When a taxpayer disagrees with the IRS auditor’s determination, the IRS assigns the matter to an appeals officer. This is a second, new IRS employee that the taxpayer can negotiate with. Importantly, as a taxpayer deals with successively-higher-level employees in the IRS, the discretion of each employee increases. Appeals officers almost always have more discretion in the kind of allowances they can make to settle a case than auditors do. The next step up in authority over an appeals officer is typically the IRS trial attorney, who defends the IRS’ position if the appeals officer and the taxpayer cannot come to an agreement about the tax return in question, and if the taxpayer decides to sue the IRS.

The IRS has set up the appeals process to be as fair as possible to taxpayers, and to save itself the cost of litigation whenever possible. After all, even the most conscientious and hard-working of auditors makes mistakes. Taxpayers can ask for a review of any auditor decision. Once the auditor issues a final, written report, detailing any changes to the deductions, income and taxes owed in the tax return being audited, the taxpayer can ask that the report (or elements therein) be reconsidered. The appeals officer performing this reconsideration is an IRS civil service employee who has auditing experience, but who has not been previously involved in the particular case. Appeals officers have quasi-judicial power to settle disputed audits. They are not allowed to contact the auditor on the case but rather receive the document file of the taxpayer to review, meet with the taxpayer as necessary to understand the nature of the objections to the auditor’s determination, and adjust those determinations as they think is appropriate.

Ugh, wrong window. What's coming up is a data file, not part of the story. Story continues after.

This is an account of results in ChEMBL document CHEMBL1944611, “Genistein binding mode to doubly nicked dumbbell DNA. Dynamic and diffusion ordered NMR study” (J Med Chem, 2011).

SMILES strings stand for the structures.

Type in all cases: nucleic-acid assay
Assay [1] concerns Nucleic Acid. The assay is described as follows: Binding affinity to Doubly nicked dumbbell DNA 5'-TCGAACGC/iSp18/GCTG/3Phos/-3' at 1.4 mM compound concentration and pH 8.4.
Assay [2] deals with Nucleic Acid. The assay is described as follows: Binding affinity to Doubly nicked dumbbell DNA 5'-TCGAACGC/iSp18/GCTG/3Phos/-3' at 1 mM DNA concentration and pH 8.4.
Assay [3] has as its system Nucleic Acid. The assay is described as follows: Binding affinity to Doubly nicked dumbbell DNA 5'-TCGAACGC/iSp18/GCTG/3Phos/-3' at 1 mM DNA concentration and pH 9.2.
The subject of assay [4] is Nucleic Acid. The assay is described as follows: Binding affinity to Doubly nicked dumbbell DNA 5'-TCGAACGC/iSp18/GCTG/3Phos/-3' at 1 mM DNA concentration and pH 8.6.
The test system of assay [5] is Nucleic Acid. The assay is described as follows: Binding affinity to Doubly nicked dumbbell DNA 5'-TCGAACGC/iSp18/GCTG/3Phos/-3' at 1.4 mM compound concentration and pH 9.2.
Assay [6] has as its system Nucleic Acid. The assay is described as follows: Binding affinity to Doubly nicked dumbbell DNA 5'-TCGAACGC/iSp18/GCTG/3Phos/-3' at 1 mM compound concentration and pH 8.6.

IRS personnel love their appeals officers and, frankly, so do I. For the IRS, the appeals officers often make the determinations of the IRS more transparent and fair to the taxpayer, thus enhancing the legitimacy of the IRS. Appeals officers settle a vast majority of cases set for trial, thus saving the IRS substantial resources. Finally, the IRS does not like to have public losses, and appeals officers help to filter out the weaker/losing tax cases before they reach the courtroom. I like appeals officers, particularly compared to Auditors, because the appeals officers have more discretion to settle cases and are generally more amenable to finding a mutually-acceptable solution than are auditors.

If you really don’t like the outcome of an audit, don’t be afraid to appeal: with the IRS, at the appeals stage, you can fight “city hall” and often come out ahead.